Benefits to Greeley and Hamilton County residents include: an AMHC therapist available two days a week for scheduled client appointments in that respective community, the ability to meet with the therapist without an appointment as a part of a regular office visit to the doctor, consultation and training for county providers, and informational classes for community residents on topics related to good behavioral health. The Local Advisory Council for each county will tailor behavioral health education and delivery to provide effective strategies and solutions for everyday living. Hopefully residents will also take advantage of greater access to services through telemedicine, increasing opportunities for care that may not be locally available.

The United Methodist Health Ministry Fund is a Hutchinson-based Kansas philanthropy. Its president Kim Moore said the Health Fund‟s grant was awarded to address two important health issues—access to health care in rural areas and early identification and intervention for mental

health, particularly for young children. “The Robert Wood Johnson Foundation‟s selection of this project in a very competitive national grant process is evidence of the need to find new solutions for health care delivery in our rural communities,” Moore commented. “We are proud that this project was selected and we are pleased to work with the organizations involved. We‟re hopeful that this project will demonstrate viable approaches not only for Kansas communities, but for small communities throughout the nation.”

Locally, the Greeley-Wallace Healthcare Foundation has pledged their support for the Local Advisory Councils.

When asked about this project, Greeley County Local Advisory Council Chair Angie Woelk stated, “This is a tremendous opportunity for our county residents, and we are very fortunate to be chosen as the first location. Mental illness has a great impact and affects our community and its members in many different ways. These grants will open up the door to more services, more education, and help to reduce the stigma that is sometimes attached to those who suffer from a mental health disorder. I can’t wait to get started and begin making a difference today!”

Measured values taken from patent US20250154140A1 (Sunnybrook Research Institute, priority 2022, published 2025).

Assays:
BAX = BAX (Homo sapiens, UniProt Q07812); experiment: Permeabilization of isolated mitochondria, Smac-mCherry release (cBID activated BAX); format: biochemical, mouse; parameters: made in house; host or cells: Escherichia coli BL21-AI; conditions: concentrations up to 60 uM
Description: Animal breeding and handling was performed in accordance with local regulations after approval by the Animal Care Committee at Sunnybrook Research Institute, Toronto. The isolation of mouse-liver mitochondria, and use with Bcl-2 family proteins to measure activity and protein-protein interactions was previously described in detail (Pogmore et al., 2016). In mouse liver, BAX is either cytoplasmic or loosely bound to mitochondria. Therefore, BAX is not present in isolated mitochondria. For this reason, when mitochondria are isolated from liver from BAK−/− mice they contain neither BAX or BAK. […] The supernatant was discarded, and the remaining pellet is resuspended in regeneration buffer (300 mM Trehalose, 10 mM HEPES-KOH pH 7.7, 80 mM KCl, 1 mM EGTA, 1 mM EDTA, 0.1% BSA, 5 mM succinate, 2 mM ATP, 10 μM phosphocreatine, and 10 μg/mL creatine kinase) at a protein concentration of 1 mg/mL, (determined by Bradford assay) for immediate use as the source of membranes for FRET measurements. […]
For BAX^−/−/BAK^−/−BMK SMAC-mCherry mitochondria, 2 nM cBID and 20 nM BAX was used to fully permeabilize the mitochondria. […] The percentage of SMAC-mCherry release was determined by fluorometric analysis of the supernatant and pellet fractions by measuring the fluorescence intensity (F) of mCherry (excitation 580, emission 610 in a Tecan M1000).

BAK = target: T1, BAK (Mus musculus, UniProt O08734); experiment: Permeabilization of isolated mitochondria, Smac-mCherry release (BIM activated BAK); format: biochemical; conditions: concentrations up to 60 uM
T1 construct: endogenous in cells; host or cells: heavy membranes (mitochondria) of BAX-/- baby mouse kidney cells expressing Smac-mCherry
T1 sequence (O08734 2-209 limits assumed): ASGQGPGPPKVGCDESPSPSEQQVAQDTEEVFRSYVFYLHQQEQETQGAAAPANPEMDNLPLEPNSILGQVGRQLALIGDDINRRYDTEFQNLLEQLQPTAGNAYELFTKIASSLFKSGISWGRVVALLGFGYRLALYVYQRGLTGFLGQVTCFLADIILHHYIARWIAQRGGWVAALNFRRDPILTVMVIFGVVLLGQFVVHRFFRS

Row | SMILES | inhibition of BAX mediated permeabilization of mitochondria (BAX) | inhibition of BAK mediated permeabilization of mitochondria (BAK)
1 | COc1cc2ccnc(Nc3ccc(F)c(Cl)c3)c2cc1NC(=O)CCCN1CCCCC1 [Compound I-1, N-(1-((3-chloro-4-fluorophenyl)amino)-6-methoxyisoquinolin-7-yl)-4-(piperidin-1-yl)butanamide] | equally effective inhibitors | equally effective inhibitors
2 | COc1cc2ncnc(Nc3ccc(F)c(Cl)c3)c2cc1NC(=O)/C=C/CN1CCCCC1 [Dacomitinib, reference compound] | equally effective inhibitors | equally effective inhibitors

Area Mental Health Center partners with 13 Southwest Kansas counties to provide comprehensive behavioral health services. It is one of the first agencies in Kansas to be state certified to provide behavioral health services, officially opening in Garden City on January 23, 1961. AMHC assesses and treats people with depression and other mood disorders, anxiety disorders, chemical dependency, life change issues, and many other emotional and personal concerns. We work to ensure the mental health services we offer are comprehensive, culturally competent and accessible. Services are provided to our residents regardless of race, age, sex, religion, color, national origin, disability, political affiliation or ability to pay.

For more information on this project or to learn about services we will provide, please contact Area Mental Health Center at (620) 872-2879.